Iran Whips Squids The head of Tehran’s State Security Force, Brig. Gen. Ahman Reza Radan, is promising “more suppressive measures” for hooliganism, “You must have witnessed the [unacceptable] behavior of some motorcyclists on the streets and the concerns of car drivers. One other area that we will take into consideration, besides the public security, would be social discipline.” What he means is that violators will receive a public whipping, 74 lashes in fact, for traffic offenses.
Those fun-lovin’ Persians! I suppose our black leather S&M crowd will be trying to immigrate to Iran to be part of that action?
Harley Sued for Brain Injury Tom Hawkinson, once an Illinois Ford dealership executive, was tossed onto the highway when his Wide Glide Harley Davidson became unstable. Now suffering from incapacitating brain injuries, Hawkinson is suing H-D for being aware of his bike’s defects and not correcting them.
“He was a successful businessman. Now, he’s incapacitated and has gone through a number of brain surgeries,” comments Hawkinson’s attorney, Max Maccoby.
PersonalInjuryLawyers.com reports that, “Hawkinson’s attorney has commented that the wobble problem with the Harley-Davidson is so widely known that motorcycle repair shops often openly advertise repairs for the defective models. Max Maccoby claims that it was a ‘design or manufacturing defect’ that was responsible for the crash and his client’s current condition. “A driver coming toward him saw his front light wobble back and forth for about 10 seconds before he was thrown,” says Maccoby. “Now, he suffers from disorientation, he fatigues easily and he can’t multi-task. He tried going back to work, but he couldn’t,” his attorney added.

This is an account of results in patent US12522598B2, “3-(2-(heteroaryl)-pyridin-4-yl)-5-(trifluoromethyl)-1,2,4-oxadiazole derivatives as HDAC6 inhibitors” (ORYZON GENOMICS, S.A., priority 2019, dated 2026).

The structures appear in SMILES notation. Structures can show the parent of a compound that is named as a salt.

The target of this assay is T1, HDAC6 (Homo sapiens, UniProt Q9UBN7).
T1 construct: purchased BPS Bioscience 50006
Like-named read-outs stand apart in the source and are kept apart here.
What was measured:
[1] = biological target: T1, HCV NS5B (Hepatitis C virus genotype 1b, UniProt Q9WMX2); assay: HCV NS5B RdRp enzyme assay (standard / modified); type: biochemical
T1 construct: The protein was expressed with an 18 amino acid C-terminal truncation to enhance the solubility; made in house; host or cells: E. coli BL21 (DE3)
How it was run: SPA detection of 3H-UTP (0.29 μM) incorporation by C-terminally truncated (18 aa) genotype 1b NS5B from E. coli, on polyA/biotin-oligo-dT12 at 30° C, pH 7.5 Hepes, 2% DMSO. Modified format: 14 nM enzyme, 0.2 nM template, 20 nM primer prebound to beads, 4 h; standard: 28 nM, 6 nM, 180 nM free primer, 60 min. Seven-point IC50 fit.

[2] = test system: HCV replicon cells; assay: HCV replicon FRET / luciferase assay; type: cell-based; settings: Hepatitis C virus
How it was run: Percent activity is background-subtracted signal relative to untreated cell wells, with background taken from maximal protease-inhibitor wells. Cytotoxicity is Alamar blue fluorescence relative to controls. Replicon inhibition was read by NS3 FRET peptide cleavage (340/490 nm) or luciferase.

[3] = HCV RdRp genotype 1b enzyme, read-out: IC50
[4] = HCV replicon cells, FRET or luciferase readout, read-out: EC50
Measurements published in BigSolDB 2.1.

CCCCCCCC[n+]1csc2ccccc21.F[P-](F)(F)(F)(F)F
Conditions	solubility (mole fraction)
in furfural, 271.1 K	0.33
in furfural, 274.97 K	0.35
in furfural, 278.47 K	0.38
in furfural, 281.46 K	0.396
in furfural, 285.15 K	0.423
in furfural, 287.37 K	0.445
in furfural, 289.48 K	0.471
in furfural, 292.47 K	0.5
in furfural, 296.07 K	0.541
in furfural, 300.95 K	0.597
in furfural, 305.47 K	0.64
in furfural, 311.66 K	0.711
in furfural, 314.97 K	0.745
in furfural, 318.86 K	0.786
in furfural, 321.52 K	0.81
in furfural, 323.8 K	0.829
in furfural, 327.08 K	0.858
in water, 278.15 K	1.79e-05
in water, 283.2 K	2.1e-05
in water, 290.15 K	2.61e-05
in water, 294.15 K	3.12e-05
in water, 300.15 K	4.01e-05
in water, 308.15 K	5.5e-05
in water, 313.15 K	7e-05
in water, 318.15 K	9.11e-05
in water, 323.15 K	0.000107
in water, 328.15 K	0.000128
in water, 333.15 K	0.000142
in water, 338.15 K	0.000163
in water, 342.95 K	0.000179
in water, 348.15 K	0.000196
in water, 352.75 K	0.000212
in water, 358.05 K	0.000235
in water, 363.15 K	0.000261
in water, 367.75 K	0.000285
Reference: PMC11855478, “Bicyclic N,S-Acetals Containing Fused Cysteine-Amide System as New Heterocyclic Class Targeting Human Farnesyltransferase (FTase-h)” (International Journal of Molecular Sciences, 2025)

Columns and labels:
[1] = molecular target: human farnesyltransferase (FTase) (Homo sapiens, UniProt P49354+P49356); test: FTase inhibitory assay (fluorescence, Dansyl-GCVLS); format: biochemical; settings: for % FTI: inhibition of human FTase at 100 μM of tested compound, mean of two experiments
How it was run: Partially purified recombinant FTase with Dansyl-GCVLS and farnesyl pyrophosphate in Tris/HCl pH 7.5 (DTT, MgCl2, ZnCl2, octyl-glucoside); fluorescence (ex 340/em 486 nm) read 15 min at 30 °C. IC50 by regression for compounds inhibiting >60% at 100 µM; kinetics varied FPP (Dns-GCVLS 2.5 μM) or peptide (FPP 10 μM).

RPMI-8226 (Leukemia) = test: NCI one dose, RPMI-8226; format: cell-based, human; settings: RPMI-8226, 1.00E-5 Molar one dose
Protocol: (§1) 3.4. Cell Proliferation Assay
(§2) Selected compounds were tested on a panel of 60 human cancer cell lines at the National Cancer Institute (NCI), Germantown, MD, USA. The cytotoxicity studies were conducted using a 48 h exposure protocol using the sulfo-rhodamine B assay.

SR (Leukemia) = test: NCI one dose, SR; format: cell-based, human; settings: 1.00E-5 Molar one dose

Virgin Mary Road Rash KARE 11’s nutty “news” site reports that a California man crashed his bike, slid 50 feet down the highway, and claims he was saved from worse injury because his road rash resembles “a legitimate apparition of the Virgin Mary.” Check it out (http://www.kare11.com/news/national/national_article.aspx?storyid=510089).
It looks like a chili pepper to me.
Will Shatner Rides Again, Naked StarPulse.com interviewed William Shatner about his recent motorcycle crash on a southern California highway. Just as the “Captain” tested alien atmospheres “boldly” protected only by Space Spandex, Shatner says, “I think leather and helmets and protective gear is foolish in the hot California weather. I ride with sandals and shorts and a t-shirt.”
After crashing, remounting, and heading down the highway bleeding and in tattered parrot-head garb, he received a little ribbing from the locals. He whined, “Finally they uttered the ultimate insult, ‘Beam me up Scotty,’ so I gave them the finger.”
We think the ultimate insult would be having to explore the universe with a dumbass like Shatner in command.
Minnesota Contest Winner A Minnesotan won the super-trick Roland Sands’ ConqueRR Honda CBR1000RR and helped raise a record-setting $84,000 for childhood brain tumor research and family support. Steve Solberg of Hopkins read about ConqueRR in Cycle World Magazine and purchased his Ride for Kids® ticket on the organization’s website in January. We congratulate Steve for his win and for his contribution to this very worthy cause.
NHTSA Recalls Honda 2007-2008 VT600, VT750, VTX1300: Faulty fuel valve and fuel control valve diaphragm leaks fuel.
Piaggio 2007-2008 Moto Guzzi Norge: Top Case: Locating tab on the accessory top case mounting bracket can break possibly allowing the top case to fall off the motorcycle.
Triumph 2008 Rocket III Touring: Fail to comply with DOT labeling requirements for tire inflation pressure.
Yamaha 2006-2007 CP250, 2005-2007 YP400: Water enters the harness and corrodes the wires for the fuel pump coupler causing engine stall.
Vectrix 2007 Scooter: Battery cables come loose at the battery terminal within the battery packs causing short circuit and electrical fire.